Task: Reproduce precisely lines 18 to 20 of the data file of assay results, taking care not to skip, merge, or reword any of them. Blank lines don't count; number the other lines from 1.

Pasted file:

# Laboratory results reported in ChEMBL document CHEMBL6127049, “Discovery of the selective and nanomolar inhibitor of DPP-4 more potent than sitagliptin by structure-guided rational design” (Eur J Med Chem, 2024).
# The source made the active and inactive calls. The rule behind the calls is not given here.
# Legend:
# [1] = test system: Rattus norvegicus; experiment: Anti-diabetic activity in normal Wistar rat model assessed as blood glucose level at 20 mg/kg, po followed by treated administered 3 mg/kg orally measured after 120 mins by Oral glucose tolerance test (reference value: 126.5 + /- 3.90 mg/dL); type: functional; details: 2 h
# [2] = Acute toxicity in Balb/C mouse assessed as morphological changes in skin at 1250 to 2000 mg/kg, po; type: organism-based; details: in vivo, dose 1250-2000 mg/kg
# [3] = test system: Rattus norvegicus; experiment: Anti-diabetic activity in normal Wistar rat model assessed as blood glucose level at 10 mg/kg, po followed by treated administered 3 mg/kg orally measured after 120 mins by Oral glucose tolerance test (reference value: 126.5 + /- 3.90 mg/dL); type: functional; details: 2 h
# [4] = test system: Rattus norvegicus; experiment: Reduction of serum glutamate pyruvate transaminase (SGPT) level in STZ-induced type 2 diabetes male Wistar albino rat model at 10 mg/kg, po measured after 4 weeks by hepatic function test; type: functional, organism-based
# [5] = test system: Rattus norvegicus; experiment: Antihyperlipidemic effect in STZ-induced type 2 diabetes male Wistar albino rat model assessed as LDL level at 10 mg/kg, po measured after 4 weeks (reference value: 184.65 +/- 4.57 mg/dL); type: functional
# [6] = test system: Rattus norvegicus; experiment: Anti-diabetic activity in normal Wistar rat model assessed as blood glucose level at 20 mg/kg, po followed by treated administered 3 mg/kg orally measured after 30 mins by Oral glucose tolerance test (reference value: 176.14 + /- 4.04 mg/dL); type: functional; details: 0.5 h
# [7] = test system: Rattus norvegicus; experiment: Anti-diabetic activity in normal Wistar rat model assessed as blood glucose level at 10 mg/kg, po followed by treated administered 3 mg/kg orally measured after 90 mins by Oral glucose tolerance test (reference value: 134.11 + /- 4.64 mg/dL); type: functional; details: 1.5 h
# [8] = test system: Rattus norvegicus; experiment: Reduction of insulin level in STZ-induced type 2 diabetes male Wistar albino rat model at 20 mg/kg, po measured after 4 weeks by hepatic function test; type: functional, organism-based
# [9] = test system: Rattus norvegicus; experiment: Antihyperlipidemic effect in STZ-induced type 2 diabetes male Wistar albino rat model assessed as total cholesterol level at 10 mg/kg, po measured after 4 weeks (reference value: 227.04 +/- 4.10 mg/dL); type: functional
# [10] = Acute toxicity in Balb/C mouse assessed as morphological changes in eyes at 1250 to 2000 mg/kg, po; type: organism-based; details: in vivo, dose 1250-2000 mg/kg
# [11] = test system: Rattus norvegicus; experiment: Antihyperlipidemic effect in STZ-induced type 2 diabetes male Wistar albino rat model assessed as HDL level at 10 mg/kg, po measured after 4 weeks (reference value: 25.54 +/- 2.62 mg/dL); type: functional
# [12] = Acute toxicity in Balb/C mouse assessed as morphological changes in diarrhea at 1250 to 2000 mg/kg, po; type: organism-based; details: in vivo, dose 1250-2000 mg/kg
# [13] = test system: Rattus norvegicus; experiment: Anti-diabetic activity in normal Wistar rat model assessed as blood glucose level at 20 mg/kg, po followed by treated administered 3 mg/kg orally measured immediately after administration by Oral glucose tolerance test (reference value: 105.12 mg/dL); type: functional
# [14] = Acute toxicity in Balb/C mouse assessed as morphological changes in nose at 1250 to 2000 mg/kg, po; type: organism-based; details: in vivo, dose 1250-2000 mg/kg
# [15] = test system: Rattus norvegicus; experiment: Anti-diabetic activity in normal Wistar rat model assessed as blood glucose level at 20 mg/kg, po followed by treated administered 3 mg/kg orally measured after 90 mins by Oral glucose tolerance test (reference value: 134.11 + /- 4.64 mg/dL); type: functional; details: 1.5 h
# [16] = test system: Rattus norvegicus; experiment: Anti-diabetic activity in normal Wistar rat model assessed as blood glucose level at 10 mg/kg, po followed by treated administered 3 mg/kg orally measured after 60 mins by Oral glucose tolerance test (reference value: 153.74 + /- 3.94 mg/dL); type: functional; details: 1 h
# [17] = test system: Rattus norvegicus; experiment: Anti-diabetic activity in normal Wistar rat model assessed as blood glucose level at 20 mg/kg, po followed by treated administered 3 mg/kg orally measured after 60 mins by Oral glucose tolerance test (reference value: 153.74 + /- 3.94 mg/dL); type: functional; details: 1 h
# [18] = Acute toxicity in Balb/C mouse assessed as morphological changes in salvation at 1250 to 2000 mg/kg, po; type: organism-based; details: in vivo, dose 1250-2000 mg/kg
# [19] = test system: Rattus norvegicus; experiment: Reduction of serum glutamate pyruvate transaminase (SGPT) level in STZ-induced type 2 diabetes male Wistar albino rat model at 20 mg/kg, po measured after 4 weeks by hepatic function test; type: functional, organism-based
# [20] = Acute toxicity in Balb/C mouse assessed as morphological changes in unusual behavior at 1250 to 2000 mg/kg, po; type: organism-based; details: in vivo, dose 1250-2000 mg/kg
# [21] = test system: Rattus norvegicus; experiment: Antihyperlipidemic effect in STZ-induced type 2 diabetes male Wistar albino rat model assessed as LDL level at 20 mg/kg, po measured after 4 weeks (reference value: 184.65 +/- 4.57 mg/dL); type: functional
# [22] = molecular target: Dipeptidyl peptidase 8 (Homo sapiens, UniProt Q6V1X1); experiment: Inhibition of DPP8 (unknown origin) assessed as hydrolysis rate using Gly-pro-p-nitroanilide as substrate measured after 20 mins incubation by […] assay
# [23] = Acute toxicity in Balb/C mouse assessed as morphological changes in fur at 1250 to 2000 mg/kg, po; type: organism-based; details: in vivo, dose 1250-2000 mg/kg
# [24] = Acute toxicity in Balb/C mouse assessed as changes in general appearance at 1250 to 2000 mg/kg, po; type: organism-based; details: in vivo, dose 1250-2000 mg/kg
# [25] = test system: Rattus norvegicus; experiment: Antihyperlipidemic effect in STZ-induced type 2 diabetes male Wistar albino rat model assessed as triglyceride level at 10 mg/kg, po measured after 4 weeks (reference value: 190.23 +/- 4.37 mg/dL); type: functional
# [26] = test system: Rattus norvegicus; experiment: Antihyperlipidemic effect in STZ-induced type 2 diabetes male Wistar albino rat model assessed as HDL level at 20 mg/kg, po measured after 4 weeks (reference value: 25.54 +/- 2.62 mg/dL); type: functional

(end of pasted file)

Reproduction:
# [15] = test system: Rattus norvegicus; experiment: Anti-diabetic activity in normal Wistar rat model assessed as blood glucose level at 20 mg/kg, po followed by treated administered 3 mg/kg orally measured after 90 mins by Oral glucose tolerance test (reference value: 134.11 + /- 4.64 mg/dL); type: functional; details: 1.5 h
# [16] = test system: Rattus norvegicus; experiment: Anti-diabetic activity in normal Wistar rat model assessed as blood glucose level at 10 mg/kg, po followed by treated administered 3 mg/kg orally measured after 60 mins by Oral glucose tolerance test (reference value: 153.74 + /- 3.94 mg/dL); type: functional; details: 1 h
# [17] = test system: Rattus norvegicus; experiment: Anti-diabetic activity in normal Wistar rat model assessed as blood glucose level at 20 mg/kg, po followed by treated administered 3 mg/kg orally measured after 60 mins by Oral glucose tolerance test (reference value: 153.74 + /- 3.94 mg/dL); type: functional; details: 1 h